Owners' Equity

Owners' equity
One of the categories presented on the balance sheet is the stockholders’ equity, which “is the stockholders’ claim on the assets of the business” (Weygandt, Kieso, & Kimmel, 2005, p. 13). The section of the stockholders’ equity encompasses capital stock, additional paid-in capital, and retained earnings (Kieso, Weygandt, & Warfield, 2010, p. 744). It is essential from an economic as well as a legal point of view to distinguish between paid-in capital and earned capital because the sources of funding differ.
Paid-in capital
Stockholders choose to invest assets – most commonly cash - in the corporation providing funds to support business operations. Capital stock and additional paid-in capital represent capital contributed by stockholders in exchange for shares of common or preferred stock. Amounts paid in over par or stated value and paid-in capital from treasury stock is recorded as additional paid-in capital, whereas stated capital is the par value of the shares (Kimmel, Weygandt, & Kieso, 2005, p. 548).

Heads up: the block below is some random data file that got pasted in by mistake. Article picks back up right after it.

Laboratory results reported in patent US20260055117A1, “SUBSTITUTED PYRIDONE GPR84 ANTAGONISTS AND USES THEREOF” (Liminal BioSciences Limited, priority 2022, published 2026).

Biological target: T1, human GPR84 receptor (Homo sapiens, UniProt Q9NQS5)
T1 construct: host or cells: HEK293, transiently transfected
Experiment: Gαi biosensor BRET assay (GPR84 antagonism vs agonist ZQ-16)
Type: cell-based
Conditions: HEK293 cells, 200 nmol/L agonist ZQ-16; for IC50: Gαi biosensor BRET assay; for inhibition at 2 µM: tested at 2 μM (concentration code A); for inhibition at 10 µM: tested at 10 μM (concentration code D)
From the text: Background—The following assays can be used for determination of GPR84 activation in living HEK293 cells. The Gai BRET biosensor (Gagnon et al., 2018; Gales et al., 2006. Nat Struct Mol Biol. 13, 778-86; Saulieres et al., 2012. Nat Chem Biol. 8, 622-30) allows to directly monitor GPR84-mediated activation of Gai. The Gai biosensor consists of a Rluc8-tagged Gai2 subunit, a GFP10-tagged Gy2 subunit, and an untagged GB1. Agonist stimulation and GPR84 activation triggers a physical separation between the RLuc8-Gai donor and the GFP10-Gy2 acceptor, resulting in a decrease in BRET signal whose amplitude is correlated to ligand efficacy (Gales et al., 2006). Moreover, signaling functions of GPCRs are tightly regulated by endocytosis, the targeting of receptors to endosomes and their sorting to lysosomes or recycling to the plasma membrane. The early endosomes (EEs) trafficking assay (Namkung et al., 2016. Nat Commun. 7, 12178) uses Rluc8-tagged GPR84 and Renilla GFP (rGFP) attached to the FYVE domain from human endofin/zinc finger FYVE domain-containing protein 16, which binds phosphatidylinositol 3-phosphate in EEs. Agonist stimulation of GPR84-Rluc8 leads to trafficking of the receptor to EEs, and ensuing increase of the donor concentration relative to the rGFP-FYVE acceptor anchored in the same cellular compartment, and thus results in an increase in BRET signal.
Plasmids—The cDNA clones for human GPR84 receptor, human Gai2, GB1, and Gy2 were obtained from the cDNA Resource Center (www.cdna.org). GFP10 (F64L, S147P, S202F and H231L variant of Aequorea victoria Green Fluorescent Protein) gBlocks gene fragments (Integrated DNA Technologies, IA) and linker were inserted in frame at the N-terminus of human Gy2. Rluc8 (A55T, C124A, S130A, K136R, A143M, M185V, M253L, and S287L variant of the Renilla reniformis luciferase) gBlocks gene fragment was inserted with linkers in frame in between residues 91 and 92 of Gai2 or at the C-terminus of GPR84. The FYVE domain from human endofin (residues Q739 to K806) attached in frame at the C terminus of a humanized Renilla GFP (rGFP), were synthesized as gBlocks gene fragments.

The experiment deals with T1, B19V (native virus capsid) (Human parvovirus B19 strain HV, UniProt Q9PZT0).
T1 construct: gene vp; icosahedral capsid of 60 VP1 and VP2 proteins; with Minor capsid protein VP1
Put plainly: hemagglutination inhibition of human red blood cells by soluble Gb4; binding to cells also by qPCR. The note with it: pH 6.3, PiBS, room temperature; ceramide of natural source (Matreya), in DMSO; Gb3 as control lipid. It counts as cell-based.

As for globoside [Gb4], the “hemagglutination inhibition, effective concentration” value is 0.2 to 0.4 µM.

Earned capital
Earned capital or retained earnings represent capital earned by a company as a result of business operations less paid-out dividends. “Earned capital consists of all undistributed income that remains invested in the company” (Kieso, Weygandt, & Warfield, 2010, p. 744). Companies often use a percentage of the net income as retained earnings to reinvest into the company to support development and growth. A net loss occurs when expenses exceed revenues; in this case the net loss is debited to retained earnings. If the net loss exceeds the beginning retained earnings, it may result in negative retained earnings and is recorded as a deficit.
For investors it is more important to concentrate on the amount of earned capital because it represents profit generated through business operations, whereas paid-in capital is generated through the sales of stocks. Studying retained earnings also gives investors an informative overview how well...